Also, a bill with reference to the payment of officers of Virginia militia, for service rendered. After some discussion, the bill passed.

Also, reported back a memorial on the subject of impressment of stock. Report that no legislation is necessary.

Also, a bill to be entitled an act to pay musicians in the army, not regularly enlisted. Read a third time and passed.

Mr. Chambers, of Miss., from the same committee, reported a bill to amend an act for the establishment and organization of a general staff for the Confederate States Army.--Agreed to.

Also, a bill to enforce prompt returns from tax collectors and disbursing agents. passed.

Mr. Wilcox, of Texas, from the same committee, reported back a memorial for the increase of the pay of chaplains. Committee report that no legislation is necessary, and asked to be discharged from the further consideration of the memorial.

Mr. Villeen, of La., from the same committee, reported adversely upon a memorial of members of Captain W. A. Morgan's company of cavalry, petitioning for pay for horses lost in the service.

Mr. Botelee, of Va., moved that the memorial be recommitted to the committee.--Motion not agreed to.

Mr. Kennan, of Ga., moved to reconsider the vote by which the motion to recommit was lost, and called for the ayes and noes on his motion.

The call being sustained, the vote was taken, and resulted — ayes 41, noes 34 So the memorial was recommitted to the Committee on Military Affairs without instructions.

Mr. Bayson, of Ark, from same committee, reported back a memorial of an Acting Quartermaster, asking compensation for services rendered, and asked that it be referred to the Committee on Claims. It was so referred.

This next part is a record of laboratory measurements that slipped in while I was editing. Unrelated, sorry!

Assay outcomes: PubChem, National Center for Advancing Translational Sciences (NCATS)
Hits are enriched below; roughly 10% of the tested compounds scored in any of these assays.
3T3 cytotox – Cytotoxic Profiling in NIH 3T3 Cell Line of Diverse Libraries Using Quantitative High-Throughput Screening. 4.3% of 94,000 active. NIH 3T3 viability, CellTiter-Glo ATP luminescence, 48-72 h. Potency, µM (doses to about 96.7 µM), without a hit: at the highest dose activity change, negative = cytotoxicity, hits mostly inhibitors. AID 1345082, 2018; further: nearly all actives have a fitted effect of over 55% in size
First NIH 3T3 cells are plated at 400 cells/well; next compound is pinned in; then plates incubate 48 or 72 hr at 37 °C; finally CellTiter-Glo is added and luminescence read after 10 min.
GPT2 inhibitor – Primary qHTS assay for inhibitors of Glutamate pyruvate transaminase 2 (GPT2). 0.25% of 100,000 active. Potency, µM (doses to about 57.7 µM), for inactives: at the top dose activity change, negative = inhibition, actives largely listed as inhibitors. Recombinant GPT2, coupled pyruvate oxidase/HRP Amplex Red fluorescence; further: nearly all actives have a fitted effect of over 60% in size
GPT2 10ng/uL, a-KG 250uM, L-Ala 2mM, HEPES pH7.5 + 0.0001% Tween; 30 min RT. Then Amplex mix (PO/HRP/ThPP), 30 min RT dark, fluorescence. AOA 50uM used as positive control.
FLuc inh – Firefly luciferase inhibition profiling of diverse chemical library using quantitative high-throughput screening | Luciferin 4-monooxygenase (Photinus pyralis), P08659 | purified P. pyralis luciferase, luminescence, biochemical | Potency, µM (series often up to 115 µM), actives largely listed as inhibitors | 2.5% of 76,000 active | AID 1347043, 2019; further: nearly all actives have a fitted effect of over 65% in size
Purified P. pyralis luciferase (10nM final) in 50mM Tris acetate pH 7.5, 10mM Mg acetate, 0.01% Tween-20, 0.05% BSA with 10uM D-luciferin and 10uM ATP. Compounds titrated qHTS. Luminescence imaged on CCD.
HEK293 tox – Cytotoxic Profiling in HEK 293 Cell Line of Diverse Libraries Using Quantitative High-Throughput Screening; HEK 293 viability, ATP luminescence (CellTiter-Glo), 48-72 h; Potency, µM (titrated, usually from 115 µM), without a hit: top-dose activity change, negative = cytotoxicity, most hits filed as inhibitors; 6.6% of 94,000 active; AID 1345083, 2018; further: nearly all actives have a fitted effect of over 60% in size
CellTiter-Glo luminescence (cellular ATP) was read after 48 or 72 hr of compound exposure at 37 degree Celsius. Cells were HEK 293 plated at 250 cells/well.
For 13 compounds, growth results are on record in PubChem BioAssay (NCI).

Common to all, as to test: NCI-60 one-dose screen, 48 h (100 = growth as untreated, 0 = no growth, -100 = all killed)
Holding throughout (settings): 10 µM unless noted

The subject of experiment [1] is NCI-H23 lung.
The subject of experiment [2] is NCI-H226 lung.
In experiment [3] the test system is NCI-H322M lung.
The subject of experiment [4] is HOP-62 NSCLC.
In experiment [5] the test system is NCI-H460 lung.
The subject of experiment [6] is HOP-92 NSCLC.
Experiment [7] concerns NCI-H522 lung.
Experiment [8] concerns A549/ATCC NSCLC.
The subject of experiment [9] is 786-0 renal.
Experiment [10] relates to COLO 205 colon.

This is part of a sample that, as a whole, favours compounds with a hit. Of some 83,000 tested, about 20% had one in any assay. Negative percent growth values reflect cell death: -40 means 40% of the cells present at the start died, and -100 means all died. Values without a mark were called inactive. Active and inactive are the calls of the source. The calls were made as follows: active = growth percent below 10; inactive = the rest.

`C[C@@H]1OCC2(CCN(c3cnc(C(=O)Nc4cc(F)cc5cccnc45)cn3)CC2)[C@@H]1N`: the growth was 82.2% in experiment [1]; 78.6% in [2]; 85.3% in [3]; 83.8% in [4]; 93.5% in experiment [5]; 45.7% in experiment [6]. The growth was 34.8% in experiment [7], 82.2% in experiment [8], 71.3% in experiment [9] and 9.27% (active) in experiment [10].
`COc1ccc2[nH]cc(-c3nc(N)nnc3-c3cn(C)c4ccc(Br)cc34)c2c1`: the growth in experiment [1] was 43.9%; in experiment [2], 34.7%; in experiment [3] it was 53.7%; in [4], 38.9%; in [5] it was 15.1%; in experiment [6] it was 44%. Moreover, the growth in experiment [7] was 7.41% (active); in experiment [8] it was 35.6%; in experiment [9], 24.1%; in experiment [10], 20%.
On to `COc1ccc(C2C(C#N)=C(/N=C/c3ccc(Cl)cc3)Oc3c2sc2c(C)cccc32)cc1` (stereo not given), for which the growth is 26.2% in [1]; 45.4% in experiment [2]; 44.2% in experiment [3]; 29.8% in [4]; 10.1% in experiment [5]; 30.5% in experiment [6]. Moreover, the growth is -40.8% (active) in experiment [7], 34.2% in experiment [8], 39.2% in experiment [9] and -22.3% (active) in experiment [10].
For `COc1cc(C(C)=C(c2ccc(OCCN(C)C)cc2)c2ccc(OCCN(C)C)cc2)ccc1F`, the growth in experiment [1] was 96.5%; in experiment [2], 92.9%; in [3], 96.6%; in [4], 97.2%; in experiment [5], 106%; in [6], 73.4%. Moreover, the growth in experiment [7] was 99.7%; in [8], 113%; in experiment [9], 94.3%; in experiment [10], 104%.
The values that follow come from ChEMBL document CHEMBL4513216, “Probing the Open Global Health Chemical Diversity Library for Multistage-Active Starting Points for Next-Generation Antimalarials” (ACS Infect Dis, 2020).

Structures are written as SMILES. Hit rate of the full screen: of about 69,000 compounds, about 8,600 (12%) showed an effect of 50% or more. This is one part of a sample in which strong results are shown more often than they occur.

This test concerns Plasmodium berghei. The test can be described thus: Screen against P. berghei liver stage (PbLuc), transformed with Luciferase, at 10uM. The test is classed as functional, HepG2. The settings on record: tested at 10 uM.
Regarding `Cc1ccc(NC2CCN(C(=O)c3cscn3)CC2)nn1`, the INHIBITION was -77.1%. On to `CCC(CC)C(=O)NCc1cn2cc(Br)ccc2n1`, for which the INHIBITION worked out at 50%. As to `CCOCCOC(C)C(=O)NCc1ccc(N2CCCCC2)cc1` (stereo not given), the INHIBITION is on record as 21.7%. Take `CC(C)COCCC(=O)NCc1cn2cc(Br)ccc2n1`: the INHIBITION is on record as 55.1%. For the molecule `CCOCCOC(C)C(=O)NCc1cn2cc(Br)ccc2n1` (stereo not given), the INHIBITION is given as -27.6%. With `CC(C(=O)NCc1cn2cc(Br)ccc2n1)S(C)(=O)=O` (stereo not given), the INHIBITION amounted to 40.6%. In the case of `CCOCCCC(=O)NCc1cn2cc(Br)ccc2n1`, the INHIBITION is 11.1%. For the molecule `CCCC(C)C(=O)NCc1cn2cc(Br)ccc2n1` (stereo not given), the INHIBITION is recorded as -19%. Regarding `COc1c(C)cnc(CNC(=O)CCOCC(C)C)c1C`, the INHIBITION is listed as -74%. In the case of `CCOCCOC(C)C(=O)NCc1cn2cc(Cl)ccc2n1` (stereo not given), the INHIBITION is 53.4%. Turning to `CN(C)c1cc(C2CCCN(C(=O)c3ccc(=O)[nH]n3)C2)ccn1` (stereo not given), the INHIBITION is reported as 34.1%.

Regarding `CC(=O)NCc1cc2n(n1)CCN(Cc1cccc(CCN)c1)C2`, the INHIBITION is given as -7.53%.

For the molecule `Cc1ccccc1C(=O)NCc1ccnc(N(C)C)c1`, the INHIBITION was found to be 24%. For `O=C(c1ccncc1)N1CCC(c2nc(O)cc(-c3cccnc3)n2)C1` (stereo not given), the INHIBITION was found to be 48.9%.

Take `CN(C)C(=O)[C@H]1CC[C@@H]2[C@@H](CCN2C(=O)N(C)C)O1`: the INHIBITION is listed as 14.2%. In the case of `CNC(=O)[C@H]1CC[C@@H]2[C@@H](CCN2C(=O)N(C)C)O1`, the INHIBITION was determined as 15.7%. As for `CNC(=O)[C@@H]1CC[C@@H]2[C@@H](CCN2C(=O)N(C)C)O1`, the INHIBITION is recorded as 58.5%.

Also, Senate bill entitled an act relative to pay and allowances of deceased soldiers. The bill was taken up, read twice by its title, and referred to the Military Committee.

Mr. Conrad, of La., from the Committee on Naval Affairs, to whom was referred the bill entitled "an act to encourage the manufacture of iron and copper and the production of ores," reported back the bill, and asked that the committee be discharged from its further consideration.

Mr. Russell, of Va., from the Judiciary Committee, reported back the bill relating to the sequestration and confiscation of estates, property, and effects of alien enemies, and asked that it be postponed, placed upon the calendar, with a recommendation that it do not pass.

Mr. Mocer, of Ky., from the same committee, reported a bill to increase the penalty now imposed by law in certain criminal cases. Placed upon the calendar and ordered to be printed.

Mr. Gartrell, of Ga., from the same committee, reported a bill entitled an act for the establishment of Judicial Courts for the Confederate States. Placed on the calendar and ordered to be printed.

Also, reported back the resolution instructing the committee to inquire whether any constitutional obstacle exists to making treasury notes a legal tender. He stated that the committee had carefully considered the question, and as a result of their deliberations five of the committee were found to be of the opinion that such obstacles did exist, whilst the other four were of the opinion that it was not unconstitutional.

Mr. Chilton, of Ala., moved to recommit the report and resolution, with instructions to report in secret session. Agreed to.

Mr. McLean, of N. C., from the same committee, reported a bill for the relief of Mrs. Caroline Miller, of Salem, Roanoke county, Va., with a recommendation that it be acted upon at once.

Some objection was raised to the bill, but it was finally passed by an aye and no vote, as follows — ayes 65 noes 21.

Mr. Ewing, of Ky., moved that the vote adopting the bill be reconsidered and, pending this motion, a long discussion ensued as to the constitutionality of the bill. The motion to reconsider was lost.

The House took up and passed joint resolutions of the Senate with reference to the recent victory at Shiloh, in Tenn.

On motion, the House adjourned.